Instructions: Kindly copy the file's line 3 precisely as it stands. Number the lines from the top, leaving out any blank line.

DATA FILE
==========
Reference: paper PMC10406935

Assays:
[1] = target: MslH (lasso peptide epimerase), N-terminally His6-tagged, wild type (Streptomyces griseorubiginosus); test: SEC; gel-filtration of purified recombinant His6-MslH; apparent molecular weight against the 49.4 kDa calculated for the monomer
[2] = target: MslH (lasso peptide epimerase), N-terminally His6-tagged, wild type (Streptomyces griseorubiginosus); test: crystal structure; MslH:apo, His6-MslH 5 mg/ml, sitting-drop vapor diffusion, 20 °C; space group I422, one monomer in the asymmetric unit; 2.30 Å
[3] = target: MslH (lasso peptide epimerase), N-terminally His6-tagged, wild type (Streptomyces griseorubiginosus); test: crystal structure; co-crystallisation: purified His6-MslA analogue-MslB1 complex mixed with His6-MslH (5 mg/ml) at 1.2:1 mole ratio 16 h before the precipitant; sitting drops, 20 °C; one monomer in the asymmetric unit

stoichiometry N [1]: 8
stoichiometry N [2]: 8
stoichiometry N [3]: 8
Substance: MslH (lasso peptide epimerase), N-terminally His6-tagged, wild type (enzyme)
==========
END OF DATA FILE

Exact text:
[1] = target: MslH (lasso peptide epimerase), N-terminally His6-tagged, wild type (Streptomyces griseorubiginosus); test: SEC; gel-filtration of purified recombinant His6-MslH; apparent molecular weight against the 49.4 kDa calculated for the monomer